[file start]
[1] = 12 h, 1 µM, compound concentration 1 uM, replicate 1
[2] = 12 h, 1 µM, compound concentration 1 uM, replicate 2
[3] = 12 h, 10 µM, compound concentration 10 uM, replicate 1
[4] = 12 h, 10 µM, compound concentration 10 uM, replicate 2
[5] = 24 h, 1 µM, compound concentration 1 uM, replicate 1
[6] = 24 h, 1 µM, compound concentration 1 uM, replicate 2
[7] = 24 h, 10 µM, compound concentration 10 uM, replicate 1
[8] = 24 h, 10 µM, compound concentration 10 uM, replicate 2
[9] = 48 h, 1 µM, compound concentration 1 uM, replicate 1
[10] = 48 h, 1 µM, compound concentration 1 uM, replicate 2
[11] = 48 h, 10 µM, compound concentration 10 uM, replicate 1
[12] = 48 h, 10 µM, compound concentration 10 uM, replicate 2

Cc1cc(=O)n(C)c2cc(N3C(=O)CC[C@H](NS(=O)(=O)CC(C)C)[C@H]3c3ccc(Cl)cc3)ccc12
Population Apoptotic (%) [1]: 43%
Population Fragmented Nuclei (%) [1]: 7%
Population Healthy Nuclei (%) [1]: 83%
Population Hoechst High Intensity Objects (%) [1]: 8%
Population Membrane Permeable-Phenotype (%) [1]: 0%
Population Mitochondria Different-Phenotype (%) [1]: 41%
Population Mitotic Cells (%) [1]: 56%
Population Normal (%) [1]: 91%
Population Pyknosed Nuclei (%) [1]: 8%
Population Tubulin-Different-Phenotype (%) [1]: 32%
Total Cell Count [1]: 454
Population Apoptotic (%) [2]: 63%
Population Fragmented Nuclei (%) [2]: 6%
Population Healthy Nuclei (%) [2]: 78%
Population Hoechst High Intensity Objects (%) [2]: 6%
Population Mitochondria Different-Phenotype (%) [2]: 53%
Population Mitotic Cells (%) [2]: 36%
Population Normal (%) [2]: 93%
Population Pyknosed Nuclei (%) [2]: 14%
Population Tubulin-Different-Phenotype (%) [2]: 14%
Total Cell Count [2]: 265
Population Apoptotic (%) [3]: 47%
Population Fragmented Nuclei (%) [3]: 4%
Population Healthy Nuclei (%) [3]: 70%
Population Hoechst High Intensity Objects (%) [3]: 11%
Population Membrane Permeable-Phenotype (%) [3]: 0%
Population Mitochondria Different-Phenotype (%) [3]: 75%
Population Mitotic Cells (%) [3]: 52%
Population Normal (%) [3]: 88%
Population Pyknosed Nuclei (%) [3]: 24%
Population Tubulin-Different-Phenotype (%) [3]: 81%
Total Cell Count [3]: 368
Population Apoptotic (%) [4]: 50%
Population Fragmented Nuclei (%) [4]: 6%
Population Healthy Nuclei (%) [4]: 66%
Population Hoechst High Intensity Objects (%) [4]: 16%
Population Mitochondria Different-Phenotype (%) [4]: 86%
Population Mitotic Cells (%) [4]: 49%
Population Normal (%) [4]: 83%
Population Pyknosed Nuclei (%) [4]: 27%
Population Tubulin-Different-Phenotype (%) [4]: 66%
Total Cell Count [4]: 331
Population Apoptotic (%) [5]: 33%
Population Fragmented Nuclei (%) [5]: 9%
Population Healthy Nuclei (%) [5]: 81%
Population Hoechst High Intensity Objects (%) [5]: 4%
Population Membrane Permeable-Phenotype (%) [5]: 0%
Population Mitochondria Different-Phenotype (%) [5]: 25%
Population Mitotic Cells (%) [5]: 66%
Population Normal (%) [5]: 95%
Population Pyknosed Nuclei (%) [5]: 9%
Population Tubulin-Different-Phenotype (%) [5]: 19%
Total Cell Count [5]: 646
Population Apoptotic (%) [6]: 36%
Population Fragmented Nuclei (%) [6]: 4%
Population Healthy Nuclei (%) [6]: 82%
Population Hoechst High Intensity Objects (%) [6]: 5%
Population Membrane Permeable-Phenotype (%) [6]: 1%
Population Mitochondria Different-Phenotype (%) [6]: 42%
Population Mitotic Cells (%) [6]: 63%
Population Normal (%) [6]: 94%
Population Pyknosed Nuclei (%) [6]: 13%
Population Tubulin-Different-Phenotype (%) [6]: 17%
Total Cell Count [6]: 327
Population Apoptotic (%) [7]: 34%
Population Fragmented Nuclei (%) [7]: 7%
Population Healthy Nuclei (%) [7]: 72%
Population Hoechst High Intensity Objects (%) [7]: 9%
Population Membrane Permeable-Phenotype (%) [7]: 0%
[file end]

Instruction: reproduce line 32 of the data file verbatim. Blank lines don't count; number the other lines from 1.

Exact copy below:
Population Pyknosed Nuclei (%) [2]: 14%